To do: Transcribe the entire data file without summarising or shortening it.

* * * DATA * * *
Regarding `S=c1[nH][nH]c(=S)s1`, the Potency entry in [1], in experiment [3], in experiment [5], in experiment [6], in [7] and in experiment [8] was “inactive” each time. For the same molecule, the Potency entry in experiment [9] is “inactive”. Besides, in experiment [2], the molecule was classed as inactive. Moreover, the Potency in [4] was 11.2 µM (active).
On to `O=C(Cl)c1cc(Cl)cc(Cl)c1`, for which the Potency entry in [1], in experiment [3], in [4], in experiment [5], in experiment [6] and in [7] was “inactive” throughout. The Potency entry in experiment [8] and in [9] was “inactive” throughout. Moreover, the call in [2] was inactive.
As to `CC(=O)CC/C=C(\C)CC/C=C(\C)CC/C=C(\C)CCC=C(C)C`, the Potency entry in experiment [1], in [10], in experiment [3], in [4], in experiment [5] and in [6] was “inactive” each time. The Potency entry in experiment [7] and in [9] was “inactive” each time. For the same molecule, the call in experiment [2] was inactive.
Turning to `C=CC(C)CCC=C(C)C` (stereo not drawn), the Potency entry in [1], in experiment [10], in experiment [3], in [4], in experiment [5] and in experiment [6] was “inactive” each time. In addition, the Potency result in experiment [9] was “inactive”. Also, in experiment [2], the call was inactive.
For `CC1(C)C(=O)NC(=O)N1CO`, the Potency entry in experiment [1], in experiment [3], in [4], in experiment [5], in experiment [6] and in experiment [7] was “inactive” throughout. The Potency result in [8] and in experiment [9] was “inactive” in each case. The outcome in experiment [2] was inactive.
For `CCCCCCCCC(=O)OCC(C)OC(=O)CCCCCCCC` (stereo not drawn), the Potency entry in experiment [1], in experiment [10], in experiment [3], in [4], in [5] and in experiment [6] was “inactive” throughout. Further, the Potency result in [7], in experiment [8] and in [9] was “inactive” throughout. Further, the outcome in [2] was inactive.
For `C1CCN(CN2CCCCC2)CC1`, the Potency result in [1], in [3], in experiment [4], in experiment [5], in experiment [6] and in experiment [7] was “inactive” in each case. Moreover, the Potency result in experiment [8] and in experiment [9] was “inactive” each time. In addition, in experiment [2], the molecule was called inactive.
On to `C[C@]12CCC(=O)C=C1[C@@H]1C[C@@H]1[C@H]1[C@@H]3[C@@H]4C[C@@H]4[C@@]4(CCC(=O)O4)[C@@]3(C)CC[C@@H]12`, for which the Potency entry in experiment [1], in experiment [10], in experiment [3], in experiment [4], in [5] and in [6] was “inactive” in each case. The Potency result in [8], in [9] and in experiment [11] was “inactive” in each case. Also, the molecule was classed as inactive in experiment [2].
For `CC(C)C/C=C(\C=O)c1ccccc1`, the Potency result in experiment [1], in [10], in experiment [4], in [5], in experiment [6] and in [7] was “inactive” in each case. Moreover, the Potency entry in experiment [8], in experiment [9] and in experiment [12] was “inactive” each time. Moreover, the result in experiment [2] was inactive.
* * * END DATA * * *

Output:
Regarding `S=c1[nH][nH]c(=S)s1`, the Potency entry in [1], in experiment [3], in experiment [5], in experiment [6], in [7] and in experiment [8] was “inactive” each time. For the same molecule, the Potency entry in experiment [9] is “inactive”. Besides, in experiment [2], the molecule was classed as inactive. Moreover, the Potency in [4] was 11.2 µM (active).
On to `O=C(Cl)c1cc(Cl)cc(Cl)c1`, for which the Potency entry in [1], in experiment [3], in [4], in experiment [5], in experiment [6] and in [7] was “inactive” throughout. The Potency entry in experiment [8] and in [9] was “inactive” throughout. Moreover, the call in [2] was inactive.
As to `CC(=O)CC/C=C(\C)CC/C=C(\C)CC/C=C(\C)CCC=C(C)C`, the Potency entry in experiment [1], in [10], in experiment [3], in [4], in experiment [5] and in [6] was “inactive” each time. The Potency entry in experiment [7] and in [9] was “inactive” each time. For the same molecule, the call in experiment [2] was inactive.
Turning to `C=CC(C)CCC=C(C)C` (stereo not drawn), the Potency entry in [1], in experiment [10], in experiment [3], in [4], in experiment [5] and in experiment [6] was “inactive” each time. In addition, the Potency result in experiment [9] was “inactive”. Also, in experiment [2], the call was inactive.
For `CC1(C)C(=O)NC(=O)N1CO`, the Potency entry in experiment [1], in experiment [3], in [4], in experiment [5], in experiment [6] and in experiment [7] was “inactive” throughout. The Potency result in [8] and in experiment [9] was “inactive” in each case. The outcome in experiment [2] was inactive.
For `CCCCCCCCC(=O)OCC(C)OC(=O)CCCCCCCC` (stereo not drawn), the Potency entry in experiment [1], in experiment [10], in experiment [3], in [4], in [5] and in experiment [6] was “inactive” throughout. Further, the Potency result in [7], in experiment [8] and in [9] was “inactive” throughout. Further, the outcome in [2] was inactive.
For `C1CCN(CN2CCCCC2)CC1`, the Potency result in [1], in [3], in experiment [4], in experiment [5], in experiment [6] and in experiment [7] was “inactive” in each case. Moreover, the Potency result in experiment [8] and in experiment [9] was “inactive” each time. In addition, in experiment [2], the molecule was called inactive.
On to `C[C@]12CCC(=O)C=C1[C@@H]1C[C@@H]1[C@H]1[C@@H]3[C@@H]4C[C@@H]4[C@@]4(CCC(=O)O4)[C@@]3(C)CC[C@@H]12`, for which the Potency entry in experiment [1], in experiment [10], in experiment [3], in experiment [4], in [5] and in [6] was “inactive” in each case. The Potency result in [8], in [9] and in experiment [11] was “inactive” in each case. Also, the molecule was classed as inactive in experiment [2].
For `CC(C)C/C=C(\C=O)c1ccccc1`, the Potency result in experiment [1], in [10], in experiment [4], in [5], in experiment [6] and in [7] was “inactive” in each case. Moreover, the Potency entry in experiment [8], in experiment [9] and in experiment [12] was “inactive” each time. Moreover, the result in experiment [2] was inactive.